If you’re struggling with how to read Shakespeare, then you are in the right place. I will give you different tips on what you can do to understand Shakespeare’s plays, whether you’re reading them because it’s required for school or for pleasure. Just know you’re not alone in the struggle. Hopefully, these tips will make you more confident and want to read more of Shakespeare’s writing.
How to Read Shakespeare: Tips for Studying
1️⃣ Learn About the Characters
You can do this by mind mapping. For example, you know Romeo wants to be with Juliet 👩❤️💋👨, which is a starting point. As you keep adding to your mind mapping, you can also include what happens to each character in each act, key quotes, and things about their characteristics and personalities. From there, keep adding any other details you think may be important in the future.
2️⃣ Get to Know the Story
If you’re struggling to understand what you’ve read but you partly understand what is happening in each section, then you’re on the right track. Don’t be afraid to look up summaries or watch a YouTube video to ensure you didn’t miss anything.
Seeing and hearing things from other people’s points of view can help significantly. Just be sure to read the story on your own first and take notes on what you do understand. Then, branch out to see if you missed anything. Because when you read something first, then talk, read, or watch it from someone else, putting these things together helps your understanding and puts facts and details into your long-term memory. Practicing remembering the tiniest details is the right approach when learning how to read Shakespeare.
3️⃣ Use No Fear Shakespeare
It can be hard to read Shakespeare’s plays in the language they were originally written, which makes them more frustrating and intimidating to read. Well, fear no more, No Fear Shakespeare allows you to read the play in modern-day English on the right and old English on the left.
You should read the left passage first and try to understand the old English, then read the modern-day English version to get a better understanding. Also, just a little side note if this is a school assignment: make sure your teacher is okay with you using this method. Depending on how your teacher may have their course structured, they might not want you to use this approach.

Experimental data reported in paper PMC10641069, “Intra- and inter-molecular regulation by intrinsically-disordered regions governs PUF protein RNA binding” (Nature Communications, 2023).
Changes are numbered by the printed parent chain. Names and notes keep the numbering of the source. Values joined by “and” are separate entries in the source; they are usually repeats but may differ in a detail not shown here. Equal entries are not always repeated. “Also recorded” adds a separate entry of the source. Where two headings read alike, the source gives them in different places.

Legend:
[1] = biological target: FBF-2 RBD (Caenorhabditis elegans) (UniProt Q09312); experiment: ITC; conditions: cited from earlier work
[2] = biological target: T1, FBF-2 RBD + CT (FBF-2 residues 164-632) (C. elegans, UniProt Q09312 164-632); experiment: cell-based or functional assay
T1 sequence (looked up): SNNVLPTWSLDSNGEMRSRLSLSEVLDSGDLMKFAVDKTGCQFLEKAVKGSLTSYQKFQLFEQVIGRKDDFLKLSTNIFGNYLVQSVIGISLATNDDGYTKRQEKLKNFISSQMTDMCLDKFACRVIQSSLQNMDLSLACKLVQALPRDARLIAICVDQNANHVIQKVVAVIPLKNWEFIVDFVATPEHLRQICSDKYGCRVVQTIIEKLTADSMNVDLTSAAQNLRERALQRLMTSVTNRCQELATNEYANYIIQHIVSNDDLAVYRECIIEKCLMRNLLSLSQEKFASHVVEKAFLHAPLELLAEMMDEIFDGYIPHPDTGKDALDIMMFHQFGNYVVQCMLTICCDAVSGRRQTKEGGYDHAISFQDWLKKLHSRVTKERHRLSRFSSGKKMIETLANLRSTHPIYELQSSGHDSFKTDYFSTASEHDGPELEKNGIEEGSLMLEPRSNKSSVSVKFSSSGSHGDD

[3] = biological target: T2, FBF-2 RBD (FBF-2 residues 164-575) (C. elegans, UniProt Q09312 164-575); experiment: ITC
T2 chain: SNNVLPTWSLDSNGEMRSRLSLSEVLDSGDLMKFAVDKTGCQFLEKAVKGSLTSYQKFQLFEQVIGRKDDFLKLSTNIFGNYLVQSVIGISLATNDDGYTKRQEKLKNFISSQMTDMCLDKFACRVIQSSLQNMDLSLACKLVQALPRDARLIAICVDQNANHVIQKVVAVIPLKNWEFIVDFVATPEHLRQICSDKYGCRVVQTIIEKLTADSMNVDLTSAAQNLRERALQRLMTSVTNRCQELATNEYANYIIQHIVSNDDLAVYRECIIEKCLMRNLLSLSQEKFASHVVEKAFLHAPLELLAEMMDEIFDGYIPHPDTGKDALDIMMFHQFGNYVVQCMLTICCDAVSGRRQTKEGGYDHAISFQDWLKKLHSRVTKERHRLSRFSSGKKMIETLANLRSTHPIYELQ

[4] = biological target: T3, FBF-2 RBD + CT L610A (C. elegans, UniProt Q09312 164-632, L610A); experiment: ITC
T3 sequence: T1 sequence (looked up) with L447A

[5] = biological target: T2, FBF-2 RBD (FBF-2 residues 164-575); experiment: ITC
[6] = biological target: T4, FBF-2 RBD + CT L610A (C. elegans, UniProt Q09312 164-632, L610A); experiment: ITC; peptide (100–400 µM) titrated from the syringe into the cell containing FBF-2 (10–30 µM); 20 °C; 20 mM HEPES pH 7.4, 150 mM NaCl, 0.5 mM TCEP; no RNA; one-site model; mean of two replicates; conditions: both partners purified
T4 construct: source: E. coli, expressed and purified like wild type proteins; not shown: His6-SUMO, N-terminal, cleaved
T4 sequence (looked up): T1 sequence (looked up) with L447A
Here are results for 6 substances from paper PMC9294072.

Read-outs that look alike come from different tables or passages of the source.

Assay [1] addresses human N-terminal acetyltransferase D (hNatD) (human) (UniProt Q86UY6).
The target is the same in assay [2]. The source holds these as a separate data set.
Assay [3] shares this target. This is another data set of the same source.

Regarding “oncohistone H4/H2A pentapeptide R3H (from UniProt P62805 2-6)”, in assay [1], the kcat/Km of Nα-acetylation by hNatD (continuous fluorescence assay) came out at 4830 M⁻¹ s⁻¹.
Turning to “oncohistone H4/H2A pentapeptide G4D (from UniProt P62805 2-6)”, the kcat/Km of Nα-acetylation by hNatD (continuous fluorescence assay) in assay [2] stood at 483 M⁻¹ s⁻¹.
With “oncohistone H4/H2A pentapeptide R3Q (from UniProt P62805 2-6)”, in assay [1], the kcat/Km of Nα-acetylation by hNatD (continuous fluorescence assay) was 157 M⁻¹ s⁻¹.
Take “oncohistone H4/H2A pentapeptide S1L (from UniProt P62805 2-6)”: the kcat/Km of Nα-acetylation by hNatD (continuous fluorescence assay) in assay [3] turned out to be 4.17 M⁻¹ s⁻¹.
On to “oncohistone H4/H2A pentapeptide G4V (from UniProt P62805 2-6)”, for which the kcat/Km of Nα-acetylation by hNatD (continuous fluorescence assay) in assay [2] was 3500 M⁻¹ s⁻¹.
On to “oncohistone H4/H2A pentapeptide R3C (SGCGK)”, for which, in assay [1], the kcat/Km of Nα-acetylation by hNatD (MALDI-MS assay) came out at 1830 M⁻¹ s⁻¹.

4️⃣ Context Provides Insights
Here’s a little trick I wish I had known when I was learning how to read Shakespeare. He used many of his own life experiences and the world in which he lived as inspiration for his plays. So, learning about the author and his lifetime’s social and historical context will help give you a much deeper understanding of his plays, plots, characters, and themes.
Don’t allow missing words to discourage you from reading, as Shakespeare used a technique called ellipsis in his plays. Ellipsis is when a word or phrase is left out; here’s an example: “I neither know it nor can learn of him” (Romeo and Juliet, Act I, Scene I). This sentence can easily mean, “I can neither know the cause of it nor can I learn about it from him.”
5️⃣ Look for Metaphors
Shakespeare used many metaphors in his writing to describe an idea in a unique way. For instance, in Macbeth, Duncan, the King says, “I have begun to plant thee, and will labour to make thee full of growing” (Macbeth, Act I, Scene V). What this means is that The King compares Macbeth to a tree he can plant and watch grow 🌳
I hope these tips are helpful to you on your journey to learning how to read Shakespeare properly for class. I know I wish I had an easier way of studying Shakespeare, which is why I took the time to research helpful tips to make Shakespeare a little easier for others to read. If you’re reading Shakespeare for pleasure, however, here are more tips.